Air Force Secretary Heather Wilson outlined USAF's vision for "The Air Force We Need" in a Sept. 17 keynote at AFA's Air, Space & Cyber Conference in National Harbor, Md. Staff photo by Mike Tsukamoto.
“The Air Force We Need” vision for a 386-squadron force outlined by Air Force Secretary Heather Wilson and Chief of Staff Gen. David Goldfein at ASC18 is the product of six months of study within “the Air Staff and subject-matter experts.” But that vision is only “the beginning of the discussion” about what it will take to meet the National Defense Strategy’s requirements.
Goldfein said he heard “loud and clear” during his confirmation hearings in 2016 that Congress wants to be consulted on major issues early, not presented a finished, “perfect plan” for approval. “This is the beginning of a dialog,” Goldfein said.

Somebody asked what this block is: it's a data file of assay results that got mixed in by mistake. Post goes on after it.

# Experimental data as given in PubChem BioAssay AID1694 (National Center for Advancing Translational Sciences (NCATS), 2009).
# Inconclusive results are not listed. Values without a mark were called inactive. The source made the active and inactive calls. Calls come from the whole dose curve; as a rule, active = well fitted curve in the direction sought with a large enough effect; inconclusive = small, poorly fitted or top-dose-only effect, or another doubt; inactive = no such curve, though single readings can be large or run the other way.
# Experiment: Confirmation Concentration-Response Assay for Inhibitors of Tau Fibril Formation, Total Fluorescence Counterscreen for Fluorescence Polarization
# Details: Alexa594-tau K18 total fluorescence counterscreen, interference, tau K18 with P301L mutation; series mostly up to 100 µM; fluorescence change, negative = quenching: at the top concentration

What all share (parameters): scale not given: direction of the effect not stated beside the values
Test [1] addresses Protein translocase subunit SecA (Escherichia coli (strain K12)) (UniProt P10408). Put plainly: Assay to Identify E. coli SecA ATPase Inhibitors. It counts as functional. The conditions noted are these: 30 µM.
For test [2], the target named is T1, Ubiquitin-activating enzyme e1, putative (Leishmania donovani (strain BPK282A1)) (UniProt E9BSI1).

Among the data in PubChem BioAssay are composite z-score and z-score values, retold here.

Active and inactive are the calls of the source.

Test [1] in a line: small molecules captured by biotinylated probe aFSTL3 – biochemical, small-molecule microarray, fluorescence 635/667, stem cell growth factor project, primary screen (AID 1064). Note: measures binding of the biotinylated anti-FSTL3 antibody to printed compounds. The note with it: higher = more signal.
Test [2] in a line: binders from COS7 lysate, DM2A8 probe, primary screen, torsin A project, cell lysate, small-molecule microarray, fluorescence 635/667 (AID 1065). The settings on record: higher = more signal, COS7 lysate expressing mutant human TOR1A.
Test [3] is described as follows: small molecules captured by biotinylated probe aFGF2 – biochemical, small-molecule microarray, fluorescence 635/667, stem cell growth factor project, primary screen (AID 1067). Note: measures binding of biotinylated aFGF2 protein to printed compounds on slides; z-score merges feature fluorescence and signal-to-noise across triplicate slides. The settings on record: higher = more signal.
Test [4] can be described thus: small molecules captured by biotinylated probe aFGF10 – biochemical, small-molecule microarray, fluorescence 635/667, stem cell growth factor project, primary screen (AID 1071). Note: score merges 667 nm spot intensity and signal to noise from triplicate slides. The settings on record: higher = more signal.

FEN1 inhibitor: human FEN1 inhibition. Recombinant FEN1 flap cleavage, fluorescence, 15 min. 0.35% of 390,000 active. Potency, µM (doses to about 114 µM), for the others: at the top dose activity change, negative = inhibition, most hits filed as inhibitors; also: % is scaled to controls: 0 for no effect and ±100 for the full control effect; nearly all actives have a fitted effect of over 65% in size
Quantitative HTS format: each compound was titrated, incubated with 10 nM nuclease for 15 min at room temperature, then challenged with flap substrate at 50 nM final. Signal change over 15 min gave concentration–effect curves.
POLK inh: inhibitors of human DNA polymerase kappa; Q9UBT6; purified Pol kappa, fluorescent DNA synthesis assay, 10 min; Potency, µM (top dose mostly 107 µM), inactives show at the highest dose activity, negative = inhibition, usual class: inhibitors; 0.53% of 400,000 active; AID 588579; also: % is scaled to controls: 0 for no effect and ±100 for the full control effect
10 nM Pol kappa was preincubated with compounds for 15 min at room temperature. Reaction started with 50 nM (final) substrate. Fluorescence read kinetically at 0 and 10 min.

Wilson distributed mugs to reporters with “386” printed on the side, and acknowledged that the 386 figure includes units that could be carved out should Congress decided to fund a separate “Space Force” in the future. She said the study did not specify numbers of aircraft or “tails,” and that “five or six more studies due in the next six months” will help fill in those kinds of details.
There was “a lot of simulation and analysis” to define the squadron-level requirements; how those squadrons will be made up is still to come, but the Air Force didn’t want to “wait until March” to get the conversation started, she said.
The new force structure plan is so formative, in fact, it will not be reflected in the Program Objective Memorandum (POM) 2020, on which the 2020 budget will be based. This is “longer term,” Wilson said. It is, however, “having a significant impact on our Air Force, and it will really affect our planning and force development over the next several years.”
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